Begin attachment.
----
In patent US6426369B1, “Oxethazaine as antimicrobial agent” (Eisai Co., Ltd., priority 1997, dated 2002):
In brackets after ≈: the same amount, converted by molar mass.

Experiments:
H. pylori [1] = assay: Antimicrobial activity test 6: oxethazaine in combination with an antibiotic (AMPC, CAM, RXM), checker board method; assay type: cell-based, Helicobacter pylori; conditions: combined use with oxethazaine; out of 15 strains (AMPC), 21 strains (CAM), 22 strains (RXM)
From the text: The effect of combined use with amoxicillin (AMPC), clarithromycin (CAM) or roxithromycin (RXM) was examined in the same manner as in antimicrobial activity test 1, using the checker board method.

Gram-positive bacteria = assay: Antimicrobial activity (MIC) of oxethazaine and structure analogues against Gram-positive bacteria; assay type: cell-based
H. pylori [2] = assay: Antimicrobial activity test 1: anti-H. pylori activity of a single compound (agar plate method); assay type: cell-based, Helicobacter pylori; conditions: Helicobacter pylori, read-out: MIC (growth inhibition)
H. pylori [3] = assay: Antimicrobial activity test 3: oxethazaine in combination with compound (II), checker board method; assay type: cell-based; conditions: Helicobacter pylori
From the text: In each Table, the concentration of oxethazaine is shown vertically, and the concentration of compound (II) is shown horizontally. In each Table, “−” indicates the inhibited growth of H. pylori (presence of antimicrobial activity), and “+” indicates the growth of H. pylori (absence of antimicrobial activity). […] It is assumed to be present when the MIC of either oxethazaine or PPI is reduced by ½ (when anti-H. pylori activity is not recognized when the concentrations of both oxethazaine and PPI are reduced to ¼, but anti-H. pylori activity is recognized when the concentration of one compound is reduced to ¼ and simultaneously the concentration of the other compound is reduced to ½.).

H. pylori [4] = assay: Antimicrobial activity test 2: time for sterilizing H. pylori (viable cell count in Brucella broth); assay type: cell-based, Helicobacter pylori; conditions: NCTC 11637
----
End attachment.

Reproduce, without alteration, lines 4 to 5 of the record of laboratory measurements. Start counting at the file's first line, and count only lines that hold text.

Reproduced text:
H. pylori [1] = assay: Antimicrobial activity test 6: oxethazaine in combination with an antibiotic (AMPC, CAM, RXM), checker board method; assay type: cell-based, Helicobacter pylori; conditions: combined use with oxethazaine; out of 15 strains (AMPC), 21 strains (CAM), 22 strains (RXM)
From the text: The effect of combined use with amoxicillin (AMPC), clarithromycin (CAM) or roxithromycin (RXM) was examined in the same manner as in antimicrobial activity test 1, using the checker board method.